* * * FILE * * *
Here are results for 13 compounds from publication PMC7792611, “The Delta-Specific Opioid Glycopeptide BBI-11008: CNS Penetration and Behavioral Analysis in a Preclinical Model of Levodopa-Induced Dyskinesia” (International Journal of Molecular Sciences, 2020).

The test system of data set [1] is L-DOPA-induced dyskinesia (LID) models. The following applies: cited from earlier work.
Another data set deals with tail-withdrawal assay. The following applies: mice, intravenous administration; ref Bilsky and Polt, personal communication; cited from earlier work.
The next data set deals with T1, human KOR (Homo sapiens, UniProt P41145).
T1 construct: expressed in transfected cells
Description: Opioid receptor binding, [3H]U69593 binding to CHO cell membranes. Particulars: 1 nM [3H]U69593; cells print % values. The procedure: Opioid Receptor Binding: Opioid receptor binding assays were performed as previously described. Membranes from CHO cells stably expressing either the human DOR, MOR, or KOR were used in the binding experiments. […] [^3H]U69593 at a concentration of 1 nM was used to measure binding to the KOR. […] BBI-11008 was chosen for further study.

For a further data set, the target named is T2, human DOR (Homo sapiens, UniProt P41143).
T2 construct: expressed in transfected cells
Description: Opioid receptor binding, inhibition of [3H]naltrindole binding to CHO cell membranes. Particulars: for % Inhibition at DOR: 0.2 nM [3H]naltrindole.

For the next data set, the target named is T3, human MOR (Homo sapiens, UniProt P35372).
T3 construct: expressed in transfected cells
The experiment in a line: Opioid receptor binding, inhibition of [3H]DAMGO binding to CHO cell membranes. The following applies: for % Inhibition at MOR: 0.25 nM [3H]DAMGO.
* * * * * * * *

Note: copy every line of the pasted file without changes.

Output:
Here are results for 13 compounds from publication PMC7792611, “The Delta-Specific Opioid Glycopeptide BBI-11008: CNS Penetration and Behavioral Analysis in a Preclinical Model of Levodopa-Induced Dyskinesia” (International Journal of Molecular Sciences, 2020).

The test system of data set [1] is L-DOPA-induced dyskinesia (LID) models. The following applies: cited from earlier work.
Another data set deals with tail-withdrawal assay. The following applies: mice, intravenous administration; ref Bilsky and Polt, personal communication; cited from earlier work.
The next data set deals with T1, human KOR (Homo sapiens, UniProt P41145).
T1 construct: expressed in transfected cells
Description: Opioid receptor binding, [3H]U69593 binding to CHO cell membranes. Particulars: 1 nM [3H]U69593; cells print % values. The procedure: Opioid Receptor Binding: Opioid receptor binding assays were performed as previously described. Membranes from CHO cells stably expressing either the human DOR, MOR, or KOR were used in the binding experiments. […] [^3H]U69593 at a concentration of 1 nM was used to measure binding to the KOR. […] BBI-11008 was chosen for further study.

For a further data set, the target named is T2, human DOR (Homo sapiens, UniProt P41143).
T2 construct: expressed in transfected cells
Description: Opioid receptor binding, inhibition of [3H]naltrindole binding to CHO cell membranes. Particulars: for % Inhibition at DOR: 0.2 nM [3H]naltrindole.

For the next data set, the target named is T3, human MOR (Homo sapiens, UniProt P35372).
T3 construct: expressed in transfected cells
The experiment in a line: Opioid receptor binding, inhibition of [3H]DAMGO binding to CHO cell membranes. The following applies: for % Inhibition at MOR: 0.25 nM [3H]DAMGO.